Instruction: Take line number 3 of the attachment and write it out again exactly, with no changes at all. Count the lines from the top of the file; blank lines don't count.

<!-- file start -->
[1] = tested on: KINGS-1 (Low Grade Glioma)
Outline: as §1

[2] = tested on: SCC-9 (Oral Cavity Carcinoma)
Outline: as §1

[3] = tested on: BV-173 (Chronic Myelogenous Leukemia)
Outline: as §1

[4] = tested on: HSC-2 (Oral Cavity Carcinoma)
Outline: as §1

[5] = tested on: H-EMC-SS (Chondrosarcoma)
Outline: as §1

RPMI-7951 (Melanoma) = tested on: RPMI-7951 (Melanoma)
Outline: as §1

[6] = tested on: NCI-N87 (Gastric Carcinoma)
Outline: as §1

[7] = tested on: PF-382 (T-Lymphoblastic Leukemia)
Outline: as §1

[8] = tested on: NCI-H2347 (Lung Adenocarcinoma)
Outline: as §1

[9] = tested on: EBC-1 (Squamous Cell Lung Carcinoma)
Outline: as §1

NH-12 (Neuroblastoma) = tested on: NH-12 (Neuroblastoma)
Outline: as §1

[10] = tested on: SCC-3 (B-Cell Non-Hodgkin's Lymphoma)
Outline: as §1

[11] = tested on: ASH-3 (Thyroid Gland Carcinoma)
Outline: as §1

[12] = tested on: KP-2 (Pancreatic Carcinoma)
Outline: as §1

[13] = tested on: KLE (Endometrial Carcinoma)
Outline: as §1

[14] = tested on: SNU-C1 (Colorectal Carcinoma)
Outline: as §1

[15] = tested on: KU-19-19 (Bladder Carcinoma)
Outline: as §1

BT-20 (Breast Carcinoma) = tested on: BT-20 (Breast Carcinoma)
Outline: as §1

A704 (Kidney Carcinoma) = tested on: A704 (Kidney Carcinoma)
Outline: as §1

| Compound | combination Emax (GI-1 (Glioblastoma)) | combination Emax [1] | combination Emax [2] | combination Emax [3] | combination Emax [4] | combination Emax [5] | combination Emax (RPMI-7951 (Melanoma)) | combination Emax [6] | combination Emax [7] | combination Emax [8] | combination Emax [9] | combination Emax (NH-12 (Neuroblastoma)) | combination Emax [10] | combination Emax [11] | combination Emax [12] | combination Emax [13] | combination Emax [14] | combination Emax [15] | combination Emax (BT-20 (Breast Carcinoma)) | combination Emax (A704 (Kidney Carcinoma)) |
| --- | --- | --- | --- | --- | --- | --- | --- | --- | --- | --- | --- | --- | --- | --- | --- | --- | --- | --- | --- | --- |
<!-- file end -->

[2] = tested on: SCC-9 (Oral Cavity Carcinoma)